A final stop in Ocean City marked the end of the Freedom Bus passenger journey. Bus civil rights leaders originally planned to address the mayor and city council at a regular city council session, but that council meeting was called off.

However, executives were still able to speak with Ocean City Mayor Rick Meehan, calling on him to reconsider an Ocean City Police Department investigation after an incident last month. They also asked Meehan to consider hiring an equity official – an official who would promote equal opportunities and minority businesses in the city – which he said he would take under advisement. . Meehan also pledged to have future meetings with Worcester County NAACP Chairman Ivory Smith.

“We don’t listen to what politicians say, we watch what they do,” said Carl Snowden, the event’s organizer, speaking on behalf of the Caucus of African American Leaders. “We look forward to seeing what the mayor will do about the promises he has made.”

The tour culminated with a protest on the Ocean City promenade, where local police are under surveillance following the use of force and the arrest of two black teenagers who allegedly violated the vaping ban on the town last month. Ocean City, its beaches, and other towns across the coast historically had segregationist laws and atmospheres designed to exclude or restrict access to blacks and other minorities.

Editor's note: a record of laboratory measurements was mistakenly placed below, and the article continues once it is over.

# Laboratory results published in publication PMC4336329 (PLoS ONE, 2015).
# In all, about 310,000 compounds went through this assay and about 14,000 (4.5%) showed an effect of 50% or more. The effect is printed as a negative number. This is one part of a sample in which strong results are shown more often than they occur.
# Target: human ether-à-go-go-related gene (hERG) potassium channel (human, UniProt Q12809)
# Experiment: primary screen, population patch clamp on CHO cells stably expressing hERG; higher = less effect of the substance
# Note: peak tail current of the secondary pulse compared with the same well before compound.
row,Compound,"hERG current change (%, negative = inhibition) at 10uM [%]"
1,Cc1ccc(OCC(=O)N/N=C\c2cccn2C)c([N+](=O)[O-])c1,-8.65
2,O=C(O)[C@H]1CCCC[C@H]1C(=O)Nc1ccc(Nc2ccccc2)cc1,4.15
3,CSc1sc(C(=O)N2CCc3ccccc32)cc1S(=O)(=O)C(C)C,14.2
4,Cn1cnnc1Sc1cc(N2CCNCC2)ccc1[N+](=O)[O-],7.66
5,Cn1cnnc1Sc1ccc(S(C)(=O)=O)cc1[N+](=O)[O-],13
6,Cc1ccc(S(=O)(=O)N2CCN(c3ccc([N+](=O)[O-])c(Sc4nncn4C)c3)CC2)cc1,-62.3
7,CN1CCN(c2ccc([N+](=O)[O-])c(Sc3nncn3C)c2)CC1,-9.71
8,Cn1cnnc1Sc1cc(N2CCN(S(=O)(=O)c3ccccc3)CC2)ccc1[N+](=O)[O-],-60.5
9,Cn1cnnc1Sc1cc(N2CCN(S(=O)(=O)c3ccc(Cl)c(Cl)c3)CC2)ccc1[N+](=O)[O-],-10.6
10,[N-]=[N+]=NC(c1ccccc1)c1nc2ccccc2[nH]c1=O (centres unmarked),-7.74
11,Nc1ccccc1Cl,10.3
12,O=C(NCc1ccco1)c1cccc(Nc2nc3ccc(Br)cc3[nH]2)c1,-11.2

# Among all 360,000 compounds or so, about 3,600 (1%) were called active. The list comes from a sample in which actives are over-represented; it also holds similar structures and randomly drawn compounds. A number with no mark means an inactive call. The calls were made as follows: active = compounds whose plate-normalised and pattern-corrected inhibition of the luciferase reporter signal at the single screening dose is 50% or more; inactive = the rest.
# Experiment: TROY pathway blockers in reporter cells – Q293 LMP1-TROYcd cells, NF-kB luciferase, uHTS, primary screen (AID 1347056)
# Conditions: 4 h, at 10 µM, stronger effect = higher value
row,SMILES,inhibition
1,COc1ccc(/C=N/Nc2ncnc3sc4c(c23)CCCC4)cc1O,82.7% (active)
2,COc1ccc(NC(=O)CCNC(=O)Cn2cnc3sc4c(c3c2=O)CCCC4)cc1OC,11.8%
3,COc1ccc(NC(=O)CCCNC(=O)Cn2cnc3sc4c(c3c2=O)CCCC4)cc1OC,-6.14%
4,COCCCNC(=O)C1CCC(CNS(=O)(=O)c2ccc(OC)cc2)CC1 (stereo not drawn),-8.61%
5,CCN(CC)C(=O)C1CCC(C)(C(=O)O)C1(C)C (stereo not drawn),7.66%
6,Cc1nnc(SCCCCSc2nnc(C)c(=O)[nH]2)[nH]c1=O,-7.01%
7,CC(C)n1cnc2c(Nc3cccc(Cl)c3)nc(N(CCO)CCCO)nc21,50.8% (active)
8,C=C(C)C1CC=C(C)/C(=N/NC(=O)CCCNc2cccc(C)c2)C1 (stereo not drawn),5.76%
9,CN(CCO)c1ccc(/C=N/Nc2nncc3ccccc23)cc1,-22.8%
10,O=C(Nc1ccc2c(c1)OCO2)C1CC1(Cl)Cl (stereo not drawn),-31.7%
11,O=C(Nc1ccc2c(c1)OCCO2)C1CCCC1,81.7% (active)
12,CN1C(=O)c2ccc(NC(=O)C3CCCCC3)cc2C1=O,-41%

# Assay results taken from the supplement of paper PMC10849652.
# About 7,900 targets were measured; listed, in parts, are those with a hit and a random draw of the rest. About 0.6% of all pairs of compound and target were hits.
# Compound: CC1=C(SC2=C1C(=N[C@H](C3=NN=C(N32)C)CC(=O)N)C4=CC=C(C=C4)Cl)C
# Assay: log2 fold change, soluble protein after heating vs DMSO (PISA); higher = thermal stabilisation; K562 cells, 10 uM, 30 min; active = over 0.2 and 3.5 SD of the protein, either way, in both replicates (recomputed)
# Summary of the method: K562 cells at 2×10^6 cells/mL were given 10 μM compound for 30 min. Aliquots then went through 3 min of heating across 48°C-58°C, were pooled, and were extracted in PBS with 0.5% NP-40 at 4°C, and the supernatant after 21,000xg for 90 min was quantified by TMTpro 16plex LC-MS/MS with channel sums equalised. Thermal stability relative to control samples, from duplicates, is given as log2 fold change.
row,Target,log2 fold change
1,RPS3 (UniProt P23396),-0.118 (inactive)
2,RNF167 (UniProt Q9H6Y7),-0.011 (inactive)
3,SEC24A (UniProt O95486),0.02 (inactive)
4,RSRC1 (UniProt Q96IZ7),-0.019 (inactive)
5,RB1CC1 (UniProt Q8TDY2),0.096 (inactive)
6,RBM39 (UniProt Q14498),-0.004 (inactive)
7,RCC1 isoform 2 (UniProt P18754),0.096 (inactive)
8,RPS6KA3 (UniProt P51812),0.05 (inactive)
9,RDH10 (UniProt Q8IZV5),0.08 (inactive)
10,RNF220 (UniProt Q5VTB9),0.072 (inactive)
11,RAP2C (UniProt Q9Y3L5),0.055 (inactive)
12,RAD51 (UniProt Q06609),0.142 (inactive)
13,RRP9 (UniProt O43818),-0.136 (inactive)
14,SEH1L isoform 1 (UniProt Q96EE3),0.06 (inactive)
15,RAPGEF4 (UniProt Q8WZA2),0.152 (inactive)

Freedom Bus riders hope their tour and protests will continue to raise awareness of police brutality and systemic racism on the East Coast. For Jo Ann Scipio, who has come on the bus to represent the Caucus of African American Leaders and its historically black sisterhood Delta Sigma Theta, the public should know they are serious.

“Like they said, when you laugh at one of us, you have to take care of all of us,” Scipio said.

Natalie Jones is a reporter for the Star Democrat in Easton and covers crime, health, education and Talbot County Council. You can reach her with questions, comments or advice at [email protected]


Source link

Previous How to predict the impact of inflation on installment loans
Next Court rejects restrictions on East Amwell golf course due to mayor's bias

No Comment

Leave a reply

Your email address will not be published. Required fields are marked *